The House Republican tax bill unveiled today is like a just-completed airplane rolling out of its hangar. Soon lobbyists and lawyers will pick over its provisions and try to salvage parts seen as critical to its clients. For now, all we have is the current blueprint, which will likely grow more forgiving to powerful interests. And it’s already extremely generous on that front.
Here are some of the main features of the bill, known as the “Tax Cuts and Jobs Act,” which really isn’t that much better than the “Cut Cut Cut Act,” Donald Trump’s favored title. It reduces the number of income brackets from seven to four, keeping the top marginal tax rate at 39.6 percent but increasing the threshold for that to $500,000 for individuals and $1 million for couples. It cuts the corporate tax rate from 35 to 20 percent and, while some business deductions are eliminated to make up for that, others are expanded. It does away with the estate tax, doubling the threshold to start and then phasing it out over six years. And it repeals the Alternative Minimum Tax, which affects high-income households.
These are raw giveaways to the richest people in America, who see more favorable rates on much of their income, no restrictions on passing their money to heirs, and significant drops in the rates for the corporations they own and invest in. On the flip side, there’s almost nothing here for anyone in the lower tiers of income. Sure, the doubling of the standard deduction will shield up to $24,000 for a couple from taxation; but rates actually go up on the first $18,000 of income. Those who already don’t pay anything in federal tax still won’t, but there are no new refundable tax credits to increase their benefits. A $300-per-person family credit phases out after five years. The Child Tax Credit is enhanced, but new indexing for tax brackets that will make taxes marginally more expensive over time will offset that. Overall, the help the middle class will see in this bill pales in comparison to the gifts for the rich.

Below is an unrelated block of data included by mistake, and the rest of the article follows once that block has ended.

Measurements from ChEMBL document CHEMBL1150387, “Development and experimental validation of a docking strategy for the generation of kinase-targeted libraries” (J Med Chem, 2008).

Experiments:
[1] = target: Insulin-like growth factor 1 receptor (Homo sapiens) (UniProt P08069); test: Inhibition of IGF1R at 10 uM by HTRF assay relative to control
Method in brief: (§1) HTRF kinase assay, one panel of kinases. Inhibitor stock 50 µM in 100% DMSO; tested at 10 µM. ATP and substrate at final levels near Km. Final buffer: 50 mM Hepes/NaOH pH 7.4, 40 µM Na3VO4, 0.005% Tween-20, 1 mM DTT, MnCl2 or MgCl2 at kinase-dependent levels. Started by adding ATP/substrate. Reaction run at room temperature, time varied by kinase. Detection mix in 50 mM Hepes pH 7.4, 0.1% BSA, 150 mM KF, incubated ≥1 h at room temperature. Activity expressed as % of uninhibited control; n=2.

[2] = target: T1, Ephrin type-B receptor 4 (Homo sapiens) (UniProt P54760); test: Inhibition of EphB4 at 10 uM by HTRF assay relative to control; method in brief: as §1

There are also two important pieces of the bill that could open up huge loopholes for the wealthy and corporations to shelter even more of their money. The bill reduces the tax rate for “pass-through” income, earned from businesses like partnerships, to 25 percent. This creates incentives for the rich to set up corporations and take advantage of that far lower rate. The bill also converts to a territorial tax system, which doesn’t tax corporations on income earned overseas. Presently the United States does tax foreign income, but only when it’s brought back to the United States, which many corporations fail to do. The incentives here run in the direction of claiming as much income as possible was earned overseas—for example, through patents or other intellectual property registered in a low-tax foreign country. Tech firms and pharmaceutical companies practice this consistently, and others will surely follow their lead if the law changes.
So the baseline of this bill is a slew of money going to the wealthy and corporate treasuries. But Republicans have a problem. Because they don’t want any Democratic input to this bill at all, they must use the budget-reconciliation process, which prevents any deficits from the bill outside the first 10 years of its effect. In addition, the budget resolution limits deficits in those first 10 years to $1.5 trillion. So, somehow, Republicans had to pay for these tax cuts, because what I just described would result in over $5 trillion in deficits in that budget window.
The associated problem here is that Republicans are fond of promising tax cuts for everyone, without anyone ever having to feel the pain. But when you actually put words to paper, that pain becomes apparent.